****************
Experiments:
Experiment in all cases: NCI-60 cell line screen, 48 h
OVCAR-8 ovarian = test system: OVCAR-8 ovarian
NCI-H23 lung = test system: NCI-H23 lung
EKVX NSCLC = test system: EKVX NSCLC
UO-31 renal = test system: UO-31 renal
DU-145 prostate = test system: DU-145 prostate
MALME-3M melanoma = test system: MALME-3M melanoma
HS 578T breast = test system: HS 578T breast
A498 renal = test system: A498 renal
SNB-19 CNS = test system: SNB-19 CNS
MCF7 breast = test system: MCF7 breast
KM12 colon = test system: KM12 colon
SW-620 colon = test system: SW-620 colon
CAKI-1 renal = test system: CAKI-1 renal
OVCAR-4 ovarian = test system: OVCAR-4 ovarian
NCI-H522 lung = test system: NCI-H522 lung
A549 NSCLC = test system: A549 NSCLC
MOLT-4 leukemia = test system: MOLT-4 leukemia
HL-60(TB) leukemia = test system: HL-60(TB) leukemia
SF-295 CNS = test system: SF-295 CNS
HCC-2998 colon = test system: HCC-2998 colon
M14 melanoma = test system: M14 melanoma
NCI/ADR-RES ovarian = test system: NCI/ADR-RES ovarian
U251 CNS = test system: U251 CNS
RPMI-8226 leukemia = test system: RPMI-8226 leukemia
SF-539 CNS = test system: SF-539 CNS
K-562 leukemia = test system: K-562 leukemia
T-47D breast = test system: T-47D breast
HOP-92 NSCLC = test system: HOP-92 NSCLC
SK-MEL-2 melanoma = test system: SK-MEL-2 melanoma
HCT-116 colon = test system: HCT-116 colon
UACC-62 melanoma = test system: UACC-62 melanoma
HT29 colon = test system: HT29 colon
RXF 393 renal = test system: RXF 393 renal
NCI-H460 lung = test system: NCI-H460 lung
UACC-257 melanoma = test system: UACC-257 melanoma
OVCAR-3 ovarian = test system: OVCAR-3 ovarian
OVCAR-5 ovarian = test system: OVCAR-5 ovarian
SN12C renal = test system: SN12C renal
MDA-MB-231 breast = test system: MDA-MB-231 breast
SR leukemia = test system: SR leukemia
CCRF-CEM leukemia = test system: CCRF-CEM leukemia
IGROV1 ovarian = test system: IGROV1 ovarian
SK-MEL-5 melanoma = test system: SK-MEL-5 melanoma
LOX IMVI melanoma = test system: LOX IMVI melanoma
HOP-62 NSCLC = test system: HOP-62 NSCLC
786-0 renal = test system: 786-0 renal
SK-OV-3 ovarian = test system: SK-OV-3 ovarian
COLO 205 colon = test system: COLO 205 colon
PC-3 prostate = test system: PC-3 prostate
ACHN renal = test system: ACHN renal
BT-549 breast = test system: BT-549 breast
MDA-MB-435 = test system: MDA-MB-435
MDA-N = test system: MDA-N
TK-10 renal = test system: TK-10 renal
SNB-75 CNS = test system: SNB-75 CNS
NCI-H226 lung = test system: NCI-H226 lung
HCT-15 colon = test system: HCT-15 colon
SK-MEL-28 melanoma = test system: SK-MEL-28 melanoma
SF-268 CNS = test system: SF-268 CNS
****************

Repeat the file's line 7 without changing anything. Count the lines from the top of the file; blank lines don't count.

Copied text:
DU-145 prostate = test system: DU-145 prostate